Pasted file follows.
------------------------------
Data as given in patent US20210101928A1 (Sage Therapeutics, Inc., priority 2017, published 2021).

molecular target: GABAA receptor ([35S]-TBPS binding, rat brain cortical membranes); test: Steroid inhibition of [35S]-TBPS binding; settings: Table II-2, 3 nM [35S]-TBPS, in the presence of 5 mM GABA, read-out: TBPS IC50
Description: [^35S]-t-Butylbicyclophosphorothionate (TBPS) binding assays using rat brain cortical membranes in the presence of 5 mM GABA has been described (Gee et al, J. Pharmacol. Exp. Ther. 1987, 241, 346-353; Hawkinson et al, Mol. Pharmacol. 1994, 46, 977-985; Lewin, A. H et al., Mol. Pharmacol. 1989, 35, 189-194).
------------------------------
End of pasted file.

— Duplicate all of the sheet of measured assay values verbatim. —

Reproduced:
Data as given in patent US20210101928A1 (Sage Therapeutics, Inc., priority 2017, published 2021).

molecular target: GABAA receptor ([35S]-TBPS binding, rat brain cortical membranes); test: Steroid inhibition of [35S]-TBPS binding; settings: Table II-2, 3 nM [35S]-TBPS, in the presence of 5 mM GABA, read-out: TBPS IC50
Description: [^35S]-t-Butylbicyclophosphorothionate (TBPS) binding assays using rat brain cortical membranes in the presence of 5 mM GABA has been described (Gee et al, J. Pharmacol. Exp. Ther. 1987, 241, 346-353; Hawkinson et al, Mol. Pharmacol. 1994, 46, 977-985; Lewin, A. H et al., Mol. Pharmacol. 1989, 35, 189-194).